On April 1, 2005, defendants filed their "Motion to Strike Plaintiff's Responses to First Set of Requests to Admit and to Deem Facts Admitted." Defendants asserted that because plaintiff's responses to the requests to admit were deficient, the responses should be stricken and the facts set forth by defendants in the requests be deemed admitted under Supreme Court Rule 216 (134 Ill. 2d R. 216). Defendants maintained that plaintiff's responses were defective because, although they were verified by Muscarello in accordance with section 1--109 of the Code of Civil Procedure (735 ILCS 5/1--109 (West 2002)), the final page of the responses themselves did not contain a signature of plaintiff, but only that of plaintiff's attorney. Defendants asserted that Rule 216 and the appellate court's decision in Moy v. Ng, 341 Ill. App. 3d 984 (2003), require that a party must sign the final page of the responses, and that a separate section 1--109 verification--absent a party's signature on the responses' final page--is insufficient. In addition, defendants contended that the responses were deficient in that they violated Rule 3.1(c) of the rules of the circuit court of Cook County (Cook Co. Cir. Ct. R. 3.1(c) (eff. May 1, 1996)), which requires that responses to requests to admit must be filed with the clerk of the circuit court. Finally, defendants maintained that plaintiff could not establish "good cause" for any extension of time to remedy these deficiencies pursuant to Supreme Court Rule 183 (134 Ill. 2d R. 183).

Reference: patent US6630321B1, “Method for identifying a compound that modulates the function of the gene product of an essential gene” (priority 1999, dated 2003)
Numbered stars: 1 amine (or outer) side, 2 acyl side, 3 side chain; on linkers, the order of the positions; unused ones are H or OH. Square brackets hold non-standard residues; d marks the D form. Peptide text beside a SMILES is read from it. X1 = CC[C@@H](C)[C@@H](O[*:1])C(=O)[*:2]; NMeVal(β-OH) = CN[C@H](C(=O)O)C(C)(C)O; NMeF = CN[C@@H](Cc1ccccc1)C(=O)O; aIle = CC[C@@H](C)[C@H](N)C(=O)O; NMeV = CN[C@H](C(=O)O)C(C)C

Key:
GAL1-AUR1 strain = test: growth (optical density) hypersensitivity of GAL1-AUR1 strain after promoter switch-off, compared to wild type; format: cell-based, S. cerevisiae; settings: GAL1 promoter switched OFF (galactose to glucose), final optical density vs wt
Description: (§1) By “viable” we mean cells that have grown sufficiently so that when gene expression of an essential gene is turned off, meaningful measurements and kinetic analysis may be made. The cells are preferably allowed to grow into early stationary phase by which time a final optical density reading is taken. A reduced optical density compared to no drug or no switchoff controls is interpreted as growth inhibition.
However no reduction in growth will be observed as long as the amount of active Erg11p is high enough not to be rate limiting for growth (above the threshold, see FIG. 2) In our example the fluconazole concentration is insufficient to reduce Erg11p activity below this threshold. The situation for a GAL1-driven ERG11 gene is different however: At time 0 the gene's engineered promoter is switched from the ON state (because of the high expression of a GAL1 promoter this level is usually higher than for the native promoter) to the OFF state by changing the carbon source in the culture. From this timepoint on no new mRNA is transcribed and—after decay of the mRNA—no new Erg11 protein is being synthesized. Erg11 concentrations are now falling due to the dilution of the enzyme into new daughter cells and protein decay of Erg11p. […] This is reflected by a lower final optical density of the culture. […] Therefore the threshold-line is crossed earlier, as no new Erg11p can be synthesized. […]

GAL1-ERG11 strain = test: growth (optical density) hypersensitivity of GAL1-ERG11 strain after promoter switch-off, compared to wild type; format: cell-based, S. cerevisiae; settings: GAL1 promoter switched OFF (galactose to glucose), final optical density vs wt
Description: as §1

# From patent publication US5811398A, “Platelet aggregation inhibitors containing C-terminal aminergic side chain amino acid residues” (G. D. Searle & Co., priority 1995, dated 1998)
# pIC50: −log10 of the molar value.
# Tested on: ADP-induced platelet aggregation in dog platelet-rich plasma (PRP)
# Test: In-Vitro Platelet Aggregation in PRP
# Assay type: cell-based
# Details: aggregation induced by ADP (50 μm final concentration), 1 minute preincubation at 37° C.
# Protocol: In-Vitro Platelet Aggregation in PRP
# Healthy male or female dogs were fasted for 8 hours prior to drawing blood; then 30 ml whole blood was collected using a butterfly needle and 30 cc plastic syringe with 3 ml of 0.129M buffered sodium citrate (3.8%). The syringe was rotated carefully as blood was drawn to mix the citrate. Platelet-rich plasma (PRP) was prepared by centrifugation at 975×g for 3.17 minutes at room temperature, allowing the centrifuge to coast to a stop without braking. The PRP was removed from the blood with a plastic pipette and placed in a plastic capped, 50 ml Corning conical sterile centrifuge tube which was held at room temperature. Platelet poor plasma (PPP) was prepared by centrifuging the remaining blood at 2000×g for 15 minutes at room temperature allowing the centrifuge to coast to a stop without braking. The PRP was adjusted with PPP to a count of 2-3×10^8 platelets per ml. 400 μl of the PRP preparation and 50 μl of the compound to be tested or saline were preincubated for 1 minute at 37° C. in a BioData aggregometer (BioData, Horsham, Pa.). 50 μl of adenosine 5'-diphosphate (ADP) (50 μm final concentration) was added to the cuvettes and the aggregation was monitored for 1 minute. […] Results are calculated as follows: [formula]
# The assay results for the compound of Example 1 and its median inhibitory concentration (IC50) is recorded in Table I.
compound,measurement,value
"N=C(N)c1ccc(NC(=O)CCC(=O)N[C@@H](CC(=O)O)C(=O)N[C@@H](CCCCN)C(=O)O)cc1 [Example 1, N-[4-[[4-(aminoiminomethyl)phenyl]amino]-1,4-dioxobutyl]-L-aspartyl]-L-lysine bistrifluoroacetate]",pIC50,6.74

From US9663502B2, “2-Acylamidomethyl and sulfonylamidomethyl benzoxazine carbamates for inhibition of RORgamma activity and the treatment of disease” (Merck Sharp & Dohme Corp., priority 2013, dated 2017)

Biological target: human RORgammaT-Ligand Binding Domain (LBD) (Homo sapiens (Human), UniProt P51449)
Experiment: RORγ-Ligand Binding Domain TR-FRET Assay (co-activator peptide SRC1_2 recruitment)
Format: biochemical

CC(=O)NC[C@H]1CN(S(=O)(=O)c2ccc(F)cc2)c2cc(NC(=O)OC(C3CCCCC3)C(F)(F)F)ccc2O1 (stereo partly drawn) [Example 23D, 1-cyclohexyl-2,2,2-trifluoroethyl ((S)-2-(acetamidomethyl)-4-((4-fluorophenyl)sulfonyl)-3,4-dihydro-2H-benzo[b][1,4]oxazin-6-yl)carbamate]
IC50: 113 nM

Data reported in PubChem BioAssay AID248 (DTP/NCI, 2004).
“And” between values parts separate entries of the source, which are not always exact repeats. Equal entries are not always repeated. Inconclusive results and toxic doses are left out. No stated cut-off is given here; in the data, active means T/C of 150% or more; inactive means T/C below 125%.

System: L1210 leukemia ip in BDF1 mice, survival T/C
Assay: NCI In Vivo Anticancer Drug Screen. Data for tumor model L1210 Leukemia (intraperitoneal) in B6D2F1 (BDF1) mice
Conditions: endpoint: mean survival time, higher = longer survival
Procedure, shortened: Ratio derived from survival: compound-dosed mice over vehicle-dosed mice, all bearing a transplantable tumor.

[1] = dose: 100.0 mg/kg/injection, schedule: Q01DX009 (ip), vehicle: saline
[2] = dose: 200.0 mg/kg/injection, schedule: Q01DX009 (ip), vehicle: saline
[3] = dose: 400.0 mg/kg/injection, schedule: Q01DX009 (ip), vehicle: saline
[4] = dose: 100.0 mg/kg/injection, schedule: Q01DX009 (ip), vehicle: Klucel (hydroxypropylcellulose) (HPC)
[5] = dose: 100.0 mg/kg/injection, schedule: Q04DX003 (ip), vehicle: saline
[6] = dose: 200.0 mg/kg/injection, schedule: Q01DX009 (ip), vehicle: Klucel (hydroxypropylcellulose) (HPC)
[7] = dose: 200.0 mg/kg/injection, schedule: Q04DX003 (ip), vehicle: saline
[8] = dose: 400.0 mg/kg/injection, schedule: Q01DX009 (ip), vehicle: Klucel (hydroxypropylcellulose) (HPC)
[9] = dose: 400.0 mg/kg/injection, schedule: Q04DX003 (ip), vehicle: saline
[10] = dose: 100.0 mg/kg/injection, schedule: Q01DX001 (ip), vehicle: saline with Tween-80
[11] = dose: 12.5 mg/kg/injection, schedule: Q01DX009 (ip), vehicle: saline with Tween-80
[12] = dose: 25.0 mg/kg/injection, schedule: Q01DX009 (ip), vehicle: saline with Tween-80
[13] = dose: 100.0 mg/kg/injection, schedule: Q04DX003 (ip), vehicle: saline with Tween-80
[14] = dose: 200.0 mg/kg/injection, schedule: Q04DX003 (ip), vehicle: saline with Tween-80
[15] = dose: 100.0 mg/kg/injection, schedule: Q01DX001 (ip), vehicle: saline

The circuit court granted defendants' motion to strike plaintiff's responses to defendants' request to admit and to deem those facts admitted. The court found that plaintiff's responses were deficient in that they failed to comply with Moy and Rule 3.1(c) of the circuit court of Cook County. At the conclusion of the court's ruling, counsel for plaintiff orally moved, pursuant to Rule 183, for leave to allow plaintiff further time to serve and file a set of amended responses, which, in addition to containing the section 1--109 verification, would also contain the signature of Muscarello on the last page of the responses. Counsel argued that the "good cause" required to be shown under Rule 183 to support this motion was a good-faith reading of section 1--109 of the Code of Civil Procedure, which appeared to allow the use of a verification in submitting responses to requests to admit. The circuit court denied counsel's motion.